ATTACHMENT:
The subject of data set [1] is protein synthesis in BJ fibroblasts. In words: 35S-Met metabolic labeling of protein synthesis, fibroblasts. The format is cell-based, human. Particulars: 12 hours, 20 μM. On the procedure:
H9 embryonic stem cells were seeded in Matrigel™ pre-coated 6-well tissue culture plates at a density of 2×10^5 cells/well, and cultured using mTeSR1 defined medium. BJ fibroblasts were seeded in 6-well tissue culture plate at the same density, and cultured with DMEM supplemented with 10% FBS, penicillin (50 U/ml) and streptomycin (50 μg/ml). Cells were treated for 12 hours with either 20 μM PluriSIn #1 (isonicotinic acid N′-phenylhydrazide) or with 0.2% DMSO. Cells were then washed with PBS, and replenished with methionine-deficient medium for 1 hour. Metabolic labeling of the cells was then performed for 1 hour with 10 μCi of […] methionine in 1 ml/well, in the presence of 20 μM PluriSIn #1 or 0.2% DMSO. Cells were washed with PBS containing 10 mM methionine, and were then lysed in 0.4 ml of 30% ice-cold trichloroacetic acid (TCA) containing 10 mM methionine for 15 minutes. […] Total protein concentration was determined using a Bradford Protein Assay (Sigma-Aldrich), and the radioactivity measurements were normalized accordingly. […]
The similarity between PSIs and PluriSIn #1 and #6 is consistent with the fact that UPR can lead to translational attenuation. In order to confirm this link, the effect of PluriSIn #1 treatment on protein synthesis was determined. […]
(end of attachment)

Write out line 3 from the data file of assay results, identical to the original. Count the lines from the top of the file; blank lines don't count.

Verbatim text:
The similarity between PSIs and PluriSIn #1 and #6 is consistent with the fact that UPR can lead to translational attenuation. In order to confirm this link, the effect of PluriSIn #1 treatment on protein synthesis was determined. […]